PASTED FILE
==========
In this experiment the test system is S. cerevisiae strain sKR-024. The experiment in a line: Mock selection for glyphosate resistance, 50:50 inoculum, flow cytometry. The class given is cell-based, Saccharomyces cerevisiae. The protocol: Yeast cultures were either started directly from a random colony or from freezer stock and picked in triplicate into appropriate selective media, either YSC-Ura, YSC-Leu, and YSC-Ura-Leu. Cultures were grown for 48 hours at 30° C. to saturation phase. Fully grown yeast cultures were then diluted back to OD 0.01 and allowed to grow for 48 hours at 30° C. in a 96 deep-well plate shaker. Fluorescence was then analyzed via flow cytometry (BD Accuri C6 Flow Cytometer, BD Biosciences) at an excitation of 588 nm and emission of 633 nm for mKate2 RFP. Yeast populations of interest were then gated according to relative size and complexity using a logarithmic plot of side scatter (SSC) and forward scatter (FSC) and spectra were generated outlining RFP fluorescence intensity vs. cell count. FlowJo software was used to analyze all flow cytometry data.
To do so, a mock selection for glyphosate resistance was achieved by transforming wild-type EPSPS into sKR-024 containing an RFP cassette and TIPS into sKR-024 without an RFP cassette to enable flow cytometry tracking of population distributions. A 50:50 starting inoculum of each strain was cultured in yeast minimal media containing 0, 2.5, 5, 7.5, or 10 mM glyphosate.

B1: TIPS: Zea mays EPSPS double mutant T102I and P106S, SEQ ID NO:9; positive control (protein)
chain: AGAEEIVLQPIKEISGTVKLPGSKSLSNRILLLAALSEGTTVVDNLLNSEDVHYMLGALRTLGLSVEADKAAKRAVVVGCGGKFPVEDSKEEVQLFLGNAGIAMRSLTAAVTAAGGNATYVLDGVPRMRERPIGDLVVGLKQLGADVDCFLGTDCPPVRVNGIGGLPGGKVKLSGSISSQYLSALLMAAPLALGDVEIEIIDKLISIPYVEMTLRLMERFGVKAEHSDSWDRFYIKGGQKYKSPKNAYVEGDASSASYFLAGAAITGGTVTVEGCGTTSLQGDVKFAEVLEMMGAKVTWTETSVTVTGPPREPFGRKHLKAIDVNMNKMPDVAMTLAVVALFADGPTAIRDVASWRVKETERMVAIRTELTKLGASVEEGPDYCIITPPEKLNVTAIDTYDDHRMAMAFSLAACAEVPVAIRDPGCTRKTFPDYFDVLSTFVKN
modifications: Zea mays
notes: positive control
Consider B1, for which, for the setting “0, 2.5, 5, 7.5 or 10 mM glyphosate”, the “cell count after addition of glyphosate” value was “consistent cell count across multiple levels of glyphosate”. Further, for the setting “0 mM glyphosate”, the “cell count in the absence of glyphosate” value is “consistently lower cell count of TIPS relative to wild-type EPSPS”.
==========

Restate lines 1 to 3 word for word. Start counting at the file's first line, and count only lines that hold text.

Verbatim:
In this experiment the test system is S. cerevisiae strain sKR-024. The experiment in a line: Mock selection for glyphosate resistance, 50:50 inoculum, flow cytometry. The class given is cell-based, Saccharomyces cerevisiae. The protocol: Yeast cultures were either started directly from a random colony or from freezer stock and picked in triplicate into appropriate selective media, either YSC-Ura, YSC-Leu, and YSC-Ura-Leu. Cultures were grown for 48 hours at 30° C. to saturation phase. Fully grown yeast cultures were then diluted back to OD 0.01 and allowed to grow for 48 hours at 30° C. in a 96 deep-well plate shaker. Fluorescence was then analyzed via flow cytometry (BD Accuri C6 Flow Cytometer, BD Biosciences) at an excitation of 588 nm and emission of 633 nm for mKate2 RFP. Yeast populations of interest were then gated according to relative size and complexity using a logarithmic plot of side scatter (SSC) and forward scatter (FSC) and spectra were generated outlining RFP fluorescence intensity vs. cell count. FlowJo software was used to analyze all flow cytometry data.
To do so, a mock selection for glyphosate resistance was achieved by transforming wild-type EPSPS into sKR-024 containing an RFP cassette and TIPS into sKR-024 without an RFP cassette to enable flow cytometry tracking of population distributions. A 50:50 starting inoculum of each strain was cultured in yeast minimal media containing 0, 2.5, 5, 7.5, or 10 mM glyphosate.

B1: TIPS: Zea mays EPSPS double mutant T102I and P106S, SEQ ID NO:9; positive control (protein)